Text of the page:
Arcus Announces Fall 2013 Round of Social Justice Support
NEW YORK, NY (October, 16, 2013) – Shifting attitudes and, consequently, policies in multiple countries toward greater acceptance of LGBT populations is the goal of many of the 25 organizations receiving funding in the latest round of Arcus Foundation grants.
These grantees, including nine new organizations, share the view that culture change—particularly within religious movements, governments, and the media—is a necessary step to bringing greater safety and social acceptance, even in countries where official policy is unlikely to change in the near future.
Amid heightened moves to restrict LGBT freedoms in Russia, for example, the Russia Coordination & Funding Initiative will be a set of small grants that seek urgently to contribute to the building of a highly coordinated task force, in the country and internationally, that will conduct public education and prevent the spread of hostile policies to countries in Eastern Europe.
Working at national, regional and United Nations levels, Arcus’ International Human Rights Program is helping to build a global movement integrating sexual orientation and gender identity (SOGI) into shared conceptions of human rights. Arcus invests in policy and culture change in targeted countries in the Global South and East; in international forums for integrating SOGI into human rights mechanisms; and, in Global South leadership at the U.N. and regional bodies.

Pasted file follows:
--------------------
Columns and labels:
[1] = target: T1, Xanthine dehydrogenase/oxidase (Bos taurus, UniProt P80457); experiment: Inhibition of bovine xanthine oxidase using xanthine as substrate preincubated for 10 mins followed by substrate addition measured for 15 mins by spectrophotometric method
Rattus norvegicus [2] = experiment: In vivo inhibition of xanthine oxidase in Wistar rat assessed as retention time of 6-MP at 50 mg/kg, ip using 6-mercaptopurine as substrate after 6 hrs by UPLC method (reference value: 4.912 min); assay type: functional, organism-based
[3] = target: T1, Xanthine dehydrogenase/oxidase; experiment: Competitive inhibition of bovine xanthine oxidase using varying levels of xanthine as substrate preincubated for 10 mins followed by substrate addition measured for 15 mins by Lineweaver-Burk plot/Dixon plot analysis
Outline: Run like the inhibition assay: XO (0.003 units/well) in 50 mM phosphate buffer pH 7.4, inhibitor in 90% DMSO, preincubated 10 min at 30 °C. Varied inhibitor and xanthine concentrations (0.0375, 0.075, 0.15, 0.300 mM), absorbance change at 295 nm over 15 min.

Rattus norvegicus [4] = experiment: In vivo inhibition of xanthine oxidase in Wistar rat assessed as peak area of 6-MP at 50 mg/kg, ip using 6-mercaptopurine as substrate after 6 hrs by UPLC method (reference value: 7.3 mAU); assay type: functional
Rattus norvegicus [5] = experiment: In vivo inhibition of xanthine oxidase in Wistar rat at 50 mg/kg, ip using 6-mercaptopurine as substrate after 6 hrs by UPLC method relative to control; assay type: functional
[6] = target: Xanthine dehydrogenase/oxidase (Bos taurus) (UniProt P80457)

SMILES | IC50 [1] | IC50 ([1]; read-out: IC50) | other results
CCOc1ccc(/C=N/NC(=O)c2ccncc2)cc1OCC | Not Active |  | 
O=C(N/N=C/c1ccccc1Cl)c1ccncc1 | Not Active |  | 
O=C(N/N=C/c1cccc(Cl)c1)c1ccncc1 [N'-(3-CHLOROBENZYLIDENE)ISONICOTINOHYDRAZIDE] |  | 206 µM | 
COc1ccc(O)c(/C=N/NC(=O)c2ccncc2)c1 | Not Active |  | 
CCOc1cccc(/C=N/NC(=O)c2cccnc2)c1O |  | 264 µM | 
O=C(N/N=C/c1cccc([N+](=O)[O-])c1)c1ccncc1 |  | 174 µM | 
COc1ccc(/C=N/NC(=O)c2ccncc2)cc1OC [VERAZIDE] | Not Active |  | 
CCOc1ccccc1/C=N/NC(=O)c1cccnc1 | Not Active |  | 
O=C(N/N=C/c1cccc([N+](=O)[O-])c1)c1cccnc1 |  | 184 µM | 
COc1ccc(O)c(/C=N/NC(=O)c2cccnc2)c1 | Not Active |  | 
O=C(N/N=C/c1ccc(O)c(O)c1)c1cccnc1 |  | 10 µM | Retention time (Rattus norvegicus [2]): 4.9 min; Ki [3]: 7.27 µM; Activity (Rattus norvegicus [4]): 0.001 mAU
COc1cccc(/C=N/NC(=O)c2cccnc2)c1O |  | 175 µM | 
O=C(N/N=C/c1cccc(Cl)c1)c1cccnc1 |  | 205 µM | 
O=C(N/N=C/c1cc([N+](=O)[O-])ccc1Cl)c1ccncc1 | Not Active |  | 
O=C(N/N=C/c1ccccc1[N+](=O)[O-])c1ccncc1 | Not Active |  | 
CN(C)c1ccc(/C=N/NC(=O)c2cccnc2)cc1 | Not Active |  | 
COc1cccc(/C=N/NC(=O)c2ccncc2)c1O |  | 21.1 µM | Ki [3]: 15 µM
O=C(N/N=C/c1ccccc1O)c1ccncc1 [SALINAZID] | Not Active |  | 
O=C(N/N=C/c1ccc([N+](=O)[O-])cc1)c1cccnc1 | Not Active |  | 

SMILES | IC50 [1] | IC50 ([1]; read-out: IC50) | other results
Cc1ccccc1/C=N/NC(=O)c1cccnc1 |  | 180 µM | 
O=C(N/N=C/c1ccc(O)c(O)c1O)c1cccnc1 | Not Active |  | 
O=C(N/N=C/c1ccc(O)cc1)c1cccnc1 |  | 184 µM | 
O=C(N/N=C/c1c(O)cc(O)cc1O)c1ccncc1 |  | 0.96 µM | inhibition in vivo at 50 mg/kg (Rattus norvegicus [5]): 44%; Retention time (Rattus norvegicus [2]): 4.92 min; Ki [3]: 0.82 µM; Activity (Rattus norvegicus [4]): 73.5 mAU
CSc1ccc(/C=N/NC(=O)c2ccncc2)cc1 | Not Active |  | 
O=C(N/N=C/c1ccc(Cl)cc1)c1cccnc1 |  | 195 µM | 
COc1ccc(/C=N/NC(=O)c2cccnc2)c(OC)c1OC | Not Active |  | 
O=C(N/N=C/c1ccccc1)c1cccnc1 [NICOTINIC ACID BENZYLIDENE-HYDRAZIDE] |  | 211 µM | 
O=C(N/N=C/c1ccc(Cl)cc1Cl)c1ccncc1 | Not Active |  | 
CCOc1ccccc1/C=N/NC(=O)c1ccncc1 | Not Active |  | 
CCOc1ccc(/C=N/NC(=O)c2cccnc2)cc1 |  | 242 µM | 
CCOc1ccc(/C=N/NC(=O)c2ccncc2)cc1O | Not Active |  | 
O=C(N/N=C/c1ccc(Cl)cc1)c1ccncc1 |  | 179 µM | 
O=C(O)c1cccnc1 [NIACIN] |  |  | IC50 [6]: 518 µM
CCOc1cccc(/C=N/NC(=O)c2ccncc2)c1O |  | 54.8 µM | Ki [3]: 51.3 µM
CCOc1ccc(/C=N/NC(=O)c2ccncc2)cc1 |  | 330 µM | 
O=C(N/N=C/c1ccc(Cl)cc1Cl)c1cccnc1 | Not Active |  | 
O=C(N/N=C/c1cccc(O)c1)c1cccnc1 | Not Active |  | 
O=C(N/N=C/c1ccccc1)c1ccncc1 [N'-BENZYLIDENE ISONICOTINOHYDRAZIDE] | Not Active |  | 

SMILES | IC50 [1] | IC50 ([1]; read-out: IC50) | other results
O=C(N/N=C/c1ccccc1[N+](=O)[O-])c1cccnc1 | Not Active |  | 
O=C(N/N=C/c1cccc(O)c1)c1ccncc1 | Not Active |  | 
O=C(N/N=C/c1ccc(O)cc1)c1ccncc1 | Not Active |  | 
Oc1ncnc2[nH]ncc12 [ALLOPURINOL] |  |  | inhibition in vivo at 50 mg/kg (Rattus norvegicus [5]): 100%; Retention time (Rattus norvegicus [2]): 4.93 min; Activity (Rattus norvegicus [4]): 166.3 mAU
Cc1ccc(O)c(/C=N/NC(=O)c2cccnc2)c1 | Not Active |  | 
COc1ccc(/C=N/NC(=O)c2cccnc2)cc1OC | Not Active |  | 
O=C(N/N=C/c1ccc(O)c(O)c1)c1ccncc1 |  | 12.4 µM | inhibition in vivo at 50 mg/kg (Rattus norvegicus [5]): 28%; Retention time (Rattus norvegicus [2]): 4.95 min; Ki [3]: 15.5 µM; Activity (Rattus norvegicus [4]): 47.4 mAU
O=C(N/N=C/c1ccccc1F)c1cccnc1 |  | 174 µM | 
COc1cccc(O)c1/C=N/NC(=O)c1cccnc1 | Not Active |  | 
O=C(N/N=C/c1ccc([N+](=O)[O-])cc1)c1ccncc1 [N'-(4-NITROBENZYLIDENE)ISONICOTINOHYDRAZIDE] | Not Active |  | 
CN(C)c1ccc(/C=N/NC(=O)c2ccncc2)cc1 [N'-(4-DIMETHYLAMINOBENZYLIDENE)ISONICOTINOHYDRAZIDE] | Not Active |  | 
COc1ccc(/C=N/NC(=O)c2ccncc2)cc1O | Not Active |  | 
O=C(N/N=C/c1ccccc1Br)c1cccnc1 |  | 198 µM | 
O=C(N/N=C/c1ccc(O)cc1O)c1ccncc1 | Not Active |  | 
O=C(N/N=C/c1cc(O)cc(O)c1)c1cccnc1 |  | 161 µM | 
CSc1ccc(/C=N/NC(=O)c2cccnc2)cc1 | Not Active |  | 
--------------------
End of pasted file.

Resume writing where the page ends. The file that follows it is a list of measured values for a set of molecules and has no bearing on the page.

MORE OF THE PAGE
As part of the program’s country-level small grants program, a series of grants aimed at increasing access to justice, healthcare and protection in parts of Africa, Asia and Central America and the Caribbean has been allocated to several larger organizations that carefully identify and support local groups with deeply rooted connections to LGBT communities. Such funding was awarded to the American Jewish World Service—working in Kenya, Liberia, Nicaragua, and Thailand—and the Astraea Lesbian Foundation for Justice—working with LGBT groups in seven Central American and Caribbean countries.
In addition, this latest round of funding supports efforts to promote policies aimed at increasing LGBT safety and protection by UHAI-The East African Sexual Health and Rights Initiative, the Fund for Global Human Rights, the Global Fund for Women, and Stichting Hivos (Humanist Institute for Cooperation with Developing Countries), which, collectively, support smaller LGBT-advocacy groups on three continents, from Turkey to the Philippines to Burundi.
The American Foundation for AIDS Research (AmfAR), will use grant funds to advocate for improved health policies in the Dominican Republic, South Africa, and Thailand, through support to community-based groups working to increase transgender people’s access to care, including HIV-related care.